SHIAWASSEE COUNTY — With all the extra mail-in ballots that had to be counted Nov. 3 as a result of COVID-19, area election clerks were braced for a bit of confusion and chaos.
But for the most part, it didn’t happen. While the hours were long — 17 or more — for election workers in many municipalities, virtually all of the absentee and in-person votes in Shiawassee County were tabulated and posted online by early Wednesday morning.
To the relief of everyone involved, there were no reports of political drama at polling places, much less local claims of voter fraud. However, a single typo that was corrected within 30 minutes managed to capture national attention.
“All in all, everything really went very smoothly,” Shiawassee County Clerk Caroline Wilson said Thursday. “We had a lot of calls before the election, but we were trained for their questions.”
Wilson remembered expressing concern to Elections Clerk Abby Bowen in the lead-up to the general election.
“If this pandemic doesn’t lighten up, and I don’t think it will, we’ll have an interesting election for sure,” Wilson said to Bowen.
Wilson’s concern was well-founded. Not only did cities, villages and townships — which run their own voting precincts and count their own ballots — have taller-than-usual piles of absentee ballots to count Nov. 3 but, as it happened, polling places were hit with a larger-than-expected turnout of in-person voters on Election Day.
Across the county, municipal clerks received a total of 18,759 mail-in ballots — about double the 9,776 received for the August primary and roughly six times the 2,996 AV ballots processed for the August primary two years ago.
But none of the potential problems materialized as a record number of county residents exercised their right to vote.
“We had a 72 percent (total) turnout, the highest Shiawassee County has ever had,” Wilson said. “This is a phenomenal representation, and I hope that number remains. I hope people continue to understand the privilege of the vote — they definitely got it this election.”
The August primary election had signalled looming challenges in November.
Wilson said was the primary “extremely busy” because of confusion among voters about how to vote absentee and the high number of mail-in ballots that came in.
Meeting the extraordinary challenges in November’s presidential election created by the pandemic meant a lot of advance planning. For one thing, more AV counting boards, which process and tabulate AV ballots, were needed.
Each counting board is composed of at least three people, with balanced representation from each major political party. Typically, two AV counting boards are used in Shiawassee County. For the August primary, the number was upped to nine. For the general election on Nov. 3, there were 11 counting boards.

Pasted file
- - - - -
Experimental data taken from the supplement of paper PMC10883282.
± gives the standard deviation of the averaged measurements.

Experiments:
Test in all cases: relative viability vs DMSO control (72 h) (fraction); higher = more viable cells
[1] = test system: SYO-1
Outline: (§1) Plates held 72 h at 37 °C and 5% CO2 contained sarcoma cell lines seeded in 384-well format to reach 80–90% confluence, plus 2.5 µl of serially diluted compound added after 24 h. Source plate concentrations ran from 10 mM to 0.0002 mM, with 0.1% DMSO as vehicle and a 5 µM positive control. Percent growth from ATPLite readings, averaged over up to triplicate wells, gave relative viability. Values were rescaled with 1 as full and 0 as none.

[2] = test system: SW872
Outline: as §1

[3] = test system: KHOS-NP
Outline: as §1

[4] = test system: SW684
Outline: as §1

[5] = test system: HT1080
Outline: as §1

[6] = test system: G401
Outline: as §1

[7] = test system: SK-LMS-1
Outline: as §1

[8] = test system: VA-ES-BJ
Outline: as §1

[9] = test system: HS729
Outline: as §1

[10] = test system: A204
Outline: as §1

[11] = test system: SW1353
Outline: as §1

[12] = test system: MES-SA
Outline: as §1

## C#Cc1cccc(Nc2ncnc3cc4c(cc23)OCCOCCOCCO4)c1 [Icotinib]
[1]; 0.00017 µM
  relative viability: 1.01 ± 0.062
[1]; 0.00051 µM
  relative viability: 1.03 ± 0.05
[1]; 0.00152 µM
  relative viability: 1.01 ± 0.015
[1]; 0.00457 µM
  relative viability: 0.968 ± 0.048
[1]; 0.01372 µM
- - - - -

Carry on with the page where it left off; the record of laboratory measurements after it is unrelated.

As part of her election preparation, Wilson conducts training sessions for election workers. Municipalities had to recruit significant numbers of new election workers because several seasoned, older workers said they didn’t want to risk catching the virus on Election Day.
The number of training classes this year was off the charts.
“We did a lot of extra training,” Wilson said. “In July, we did 12 classes. We did six more classes in October and they were full — 20 to 30 people in each one.”
Election Day in Perry and
The city of Perry typically uses four to six election workers. For Nov. 3, they hired 10 workers. The move paid off Nov. 3, since the in-person turnout was much higher than expected, Perry Clerk Devin Miller said.
Many voters, despite risks posed by the pandemic, wanted to vote in person, perhaps as added assurance their vote would be counted and not, for example, get lost in the mail. Republicans, especially, seemed to go with in-person voting, while Democrats tended to vote by mail.
As national political tensions around the election played out in the media and on the ground in the previous weeks and months, the folks lining up inside Perry polling places on Election Day were downright cheery.
“The (in-person) voters were great. They were just glad they had the right to vote,” Miller said.
“You didn’t hear or even feel politics. It was wonderful.”
Perry’s previous record for AV ballots for a presidential election, 280, was smashed on Nov. 3 with more than 500 ballots. The first tally report balanced right away, Miller said. The second report, on spoiled ballots, was off by two for 30 minutes before it balanced.